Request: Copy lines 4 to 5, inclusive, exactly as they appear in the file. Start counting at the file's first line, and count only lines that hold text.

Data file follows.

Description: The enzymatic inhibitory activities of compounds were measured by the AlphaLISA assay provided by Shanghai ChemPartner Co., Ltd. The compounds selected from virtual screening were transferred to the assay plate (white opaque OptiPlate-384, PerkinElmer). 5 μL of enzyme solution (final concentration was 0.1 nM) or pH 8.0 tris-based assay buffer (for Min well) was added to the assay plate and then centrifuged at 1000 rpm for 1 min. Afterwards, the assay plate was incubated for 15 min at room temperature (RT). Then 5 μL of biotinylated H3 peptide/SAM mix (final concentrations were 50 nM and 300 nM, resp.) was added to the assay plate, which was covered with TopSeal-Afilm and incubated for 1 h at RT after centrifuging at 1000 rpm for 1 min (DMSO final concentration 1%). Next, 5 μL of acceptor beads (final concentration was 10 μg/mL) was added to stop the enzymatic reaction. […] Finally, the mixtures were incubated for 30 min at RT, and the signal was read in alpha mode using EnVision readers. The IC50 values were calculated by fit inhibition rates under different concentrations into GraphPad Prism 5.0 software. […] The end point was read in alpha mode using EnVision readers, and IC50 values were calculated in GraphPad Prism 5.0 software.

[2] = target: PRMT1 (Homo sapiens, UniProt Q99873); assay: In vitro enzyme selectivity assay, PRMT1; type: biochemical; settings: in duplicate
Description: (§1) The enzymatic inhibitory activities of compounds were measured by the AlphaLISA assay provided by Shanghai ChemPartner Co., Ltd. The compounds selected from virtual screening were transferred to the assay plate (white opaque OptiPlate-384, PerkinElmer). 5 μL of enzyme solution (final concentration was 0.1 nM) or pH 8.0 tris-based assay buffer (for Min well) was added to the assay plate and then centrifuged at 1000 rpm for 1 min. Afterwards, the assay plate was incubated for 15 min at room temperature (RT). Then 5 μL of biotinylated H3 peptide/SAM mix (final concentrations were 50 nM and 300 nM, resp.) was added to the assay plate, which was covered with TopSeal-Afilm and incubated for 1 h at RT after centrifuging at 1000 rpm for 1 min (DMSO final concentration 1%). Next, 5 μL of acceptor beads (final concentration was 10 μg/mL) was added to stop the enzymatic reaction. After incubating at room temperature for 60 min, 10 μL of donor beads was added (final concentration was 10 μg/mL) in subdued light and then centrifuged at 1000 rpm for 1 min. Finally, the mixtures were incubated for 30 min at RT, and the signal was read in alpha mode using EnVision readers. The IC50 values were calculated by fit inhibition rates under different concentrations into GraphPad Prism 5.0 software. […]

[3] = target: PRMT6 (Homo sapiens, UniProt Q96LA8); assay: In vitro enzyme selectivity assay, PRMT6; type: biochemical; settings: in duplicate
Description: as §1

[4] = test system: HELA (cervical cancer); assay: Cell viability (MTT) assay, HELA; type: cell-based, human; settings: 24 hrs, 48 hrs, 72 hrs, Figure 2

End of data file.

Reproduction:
[3] = target: PRMT6 (Homo sapiens, UniProt Q96LA8); assay: In vitro enzyme selectivity assay, PRMT6; type: biochemical; settings: in duplicate
Description: as §1